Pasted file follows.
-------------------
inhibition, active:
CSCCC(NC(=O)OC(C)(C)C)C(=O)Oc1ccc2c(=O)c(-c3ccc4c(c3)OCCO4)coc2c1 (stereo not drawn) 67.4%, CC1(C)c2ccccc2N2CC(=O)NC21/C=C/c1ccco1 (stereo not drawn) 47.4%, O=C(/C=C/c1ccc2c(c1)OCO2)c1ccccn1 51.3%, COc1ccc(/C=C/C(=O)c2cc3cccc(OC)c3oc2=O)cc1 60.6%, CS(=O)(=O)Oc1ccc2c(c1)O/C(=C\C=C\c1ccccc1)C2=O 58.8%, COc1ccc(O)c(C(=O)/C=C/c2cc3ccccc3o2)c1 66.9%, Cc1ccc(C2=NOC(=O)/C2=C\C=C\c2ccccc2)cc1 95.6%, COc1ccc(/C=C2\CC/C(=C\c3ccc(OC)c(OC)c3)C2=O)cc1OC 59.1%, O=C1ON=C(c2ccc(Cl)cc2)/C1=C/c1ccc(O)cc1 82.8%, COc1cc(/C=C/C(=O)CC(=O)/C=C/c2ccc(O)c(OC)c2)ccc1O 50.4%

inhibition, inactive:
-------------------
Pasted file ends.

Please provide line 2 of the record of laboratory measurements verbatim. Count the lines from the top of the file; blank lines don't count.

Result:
CSCCC(NC(=O)OC(C)(C)C)C(=O)Oc1ccc2c(=O)c(-c3ccc4c(c3)OCCO4)coc2c1 (stereo not drawn) 67.4%, CC1(C)c2ccccc2N2CC(=O)NC21/C=C/c1ccco1 (stereo not drawn) 47.4%, O=C(/C=C/c1ccc2c(c1)OCO2)c1ccccn1 51.3%, COc1ccc(/C=C/C(=O)c2cc3cccc(OC)c3oc2=O)cc1 60.6%, CS(=O)(=O)Oc1ccc2c(c1)O/C(=C\C=C\c1ccccc1)C2=O 58.8%, COc1ccc(O)c(C(=O)/C=C/c2cc3ccccc3o2)c1 66.9%, Cc1ccc(C2=NOC(=O)/C2=C\C=C\c2ccccc2)cc1 95.6%, COc1ccc(/C=C2\CC/C(=C\c3ccc(OC)c(OC)c3)C2=O)cc1OC 59.1%, O=C1ON=C(c2ccc(Cl)cc2)/C1=C/c1ccc(O)cc1 82.8%, COc1cc(/C=C/C(=O)CC(=O)/C=C/c2ccc(O)c(OC)c2)ccc1O 50.4%